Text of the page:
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'That,' Priya Said, pointing dramatically, 'is the hottest man I have ever seen in my life.'
It was the first evening of their annual office convention and Shweta was already exhausted. The flight from Mumbai to Kerala was short, but it had been very early in the morning and she'd not slept much. Then the day had been crammed with intensely boring presentations that she'd had to sit through with a look of rapt attention on her face.
'At least look at him!' Priya was saying, and Shweta looked in the direction of her pointing finger.
A jolt of recognition made her keep staring for a few seconds, but there was no answering gleam in the man's eyesclearly he didn't remember her at all. Not surprising, really. She'd changed quite a bit since they'd last met.
She shrugged, turning away. 'Not my type.'
Priya gave her a disbelieving stare. 'Delusional,' she said, shaking her head sadly. 'You're so out of touch with reality you can't tell a hot man from an Excel spreadsheet. Talking of spreadsheetsthat's one guy I'd like to see spread on my sheets '
Shweta groaned. 'Your sense of humour is pathetic,' she said. 'Every time I think you've reached rock-bottom you find a spade and begin to dig.'
Priya took a swig from her glass of almost-neat vodka. 'Yours isn't much better,' she pointed out. 'And, pathetic sense of humour or not, I at least have a boyfriend with a pulse. Unlike that complete no-hoper Siddhant.'
'Siddhant is not ' Shweta began to say, but Priya wasn't listening to her.
'Ooh, he's looking at you,' she said. 'I bet you can't get him to come and talk to you.'
'Probably not. I'm really not interested.' The man had given her a quick glance, his brows furrowed as he obviously tried to place her.
'You're a wuss.'
'This is childish.' She'd changed a lot since he'd last seen herif he'd recognised her he'd have definitely come across.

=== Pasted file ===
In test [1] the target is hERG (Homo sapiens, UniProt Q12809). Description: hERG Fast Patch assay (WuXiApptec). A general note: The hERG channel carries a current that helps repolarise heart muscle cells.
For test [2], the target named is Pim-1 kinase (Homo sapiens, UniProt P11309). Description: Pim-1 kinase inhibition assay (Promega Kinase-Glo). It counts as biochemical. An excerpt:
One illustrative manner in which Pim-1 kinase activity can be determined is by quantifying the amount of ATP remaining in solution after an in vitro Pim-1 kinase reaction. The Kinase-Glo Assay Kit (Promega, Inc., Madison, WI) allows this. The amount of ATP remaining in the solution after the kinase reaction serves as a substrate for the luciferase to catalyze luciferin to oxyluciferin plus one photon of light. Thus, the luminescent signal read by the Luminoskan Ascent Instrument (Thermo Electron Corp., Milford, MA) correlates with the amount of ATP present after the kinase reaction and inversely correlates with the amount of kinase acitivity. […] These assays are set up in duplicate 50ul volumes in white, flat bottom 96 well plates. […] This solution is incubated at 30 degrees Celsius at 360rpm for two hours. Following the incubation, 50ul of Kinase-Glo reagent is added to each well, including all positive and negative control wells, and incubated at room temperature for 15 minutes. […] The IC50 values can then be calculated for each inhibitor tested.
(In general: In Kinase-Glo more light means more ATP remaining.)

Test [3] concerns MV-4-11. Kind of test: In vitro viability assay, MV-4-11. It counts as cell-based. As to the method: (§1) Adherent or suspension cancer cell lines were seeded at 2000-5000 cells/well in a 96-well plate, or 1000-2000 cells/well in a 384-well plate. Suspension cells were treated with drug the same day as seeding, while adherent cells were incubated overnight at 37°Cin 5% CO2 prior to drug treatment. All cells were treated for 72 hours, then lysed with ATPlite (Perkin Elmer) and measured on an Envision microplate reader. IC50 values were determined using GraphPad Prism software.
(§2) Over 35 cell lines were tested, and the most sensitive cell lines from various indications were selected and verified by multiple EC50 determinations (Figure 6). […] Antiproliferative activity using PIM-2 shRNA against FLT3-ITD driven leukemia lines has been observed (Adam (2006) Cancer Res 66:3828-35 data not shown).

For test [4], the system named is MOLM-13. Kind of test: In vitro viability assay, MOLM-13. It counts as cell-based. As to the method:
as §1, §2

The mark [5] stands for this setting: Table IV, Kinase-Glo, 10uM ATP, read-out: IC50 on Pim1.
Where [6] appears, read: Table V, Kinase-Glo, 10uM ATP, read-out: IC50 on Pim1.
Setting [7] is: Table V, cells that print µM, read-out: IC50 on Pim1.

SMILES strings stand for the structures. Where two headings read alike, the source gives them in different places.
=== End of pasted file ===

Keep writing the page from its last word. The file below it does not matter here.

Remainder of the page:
'Bet you a thousand rupees.'
Shweta shrugged. 'Sorry, not enough. That pair of shoes I saw last week cost.' 'OK, five thousand!'
'Right, you're on,' Shweta said decisively.
The man across the room was looking at her again. Shweta took a comb and a pair of spectacles out of her purse. By touch she made a middle parting in her hair and, with little regard for the artfully careless style she'd spent hours achieving, braided it rapidly into two plaits. Then she scrubbed the lipstick off her lips with a tissue and put on the spectacles. She still had her contact lenses in and the double vision correction made everything look blurry.
Even so, Priya's look of horror was unmistakable.
'What's wrong with you?' she hissed. 'You look like the Loch Ness monster. Where did you get those spectacles from? They're hideous!'
Shweta cut her off, nodding at the man, who was now purposefully headed in their direction. 'Mission accomplished,' she said, and Priya's jaw dropped.
She was still gaping at him as he came up to them. Close up, he was even more breathtakingover six feet tall, and exuding an aura of pure masculinity that was overwhelming. He was looking right at Shweta, and the quirky, lopsided smile on his perfectly sculpted mouth made him practically irresistible.
'Shweta Mathur!' he said. 'My God, it's been years!'
He'd thought she looked familiar, but until she'd put on the spectacles he'd had no clue who she was. It was fifteen years since he'd seen her lastthey'd been in middle school then, and if Shweta had been the stereotypical hard-working student, he'd been the stereotypical bad boy. He hadn't changed much, but Shweta had blossomed. She'd always had lovely eyes, and with the spectacles gone they were breathtaking, drawing you in till you felt you were drowning in them.. Nikhil shook himself a little, telling himself he was getting over-sentimental as he neared his thirtieth birthday. But the eyes were pretty amazing, even if you looked at them with a completely cynical eye. Her features were neat and regular, her skin was a lovely golden-brown, and even in her prim black trousers and top her figure looked pretty good. Somewhere along the line she'd even learnt how to use make-upright now, in her bid to make him recognise her, she'd scrubbed off all her lipstick, and the vigorous treatment had made her unexpectedly lush lips turn a natural red.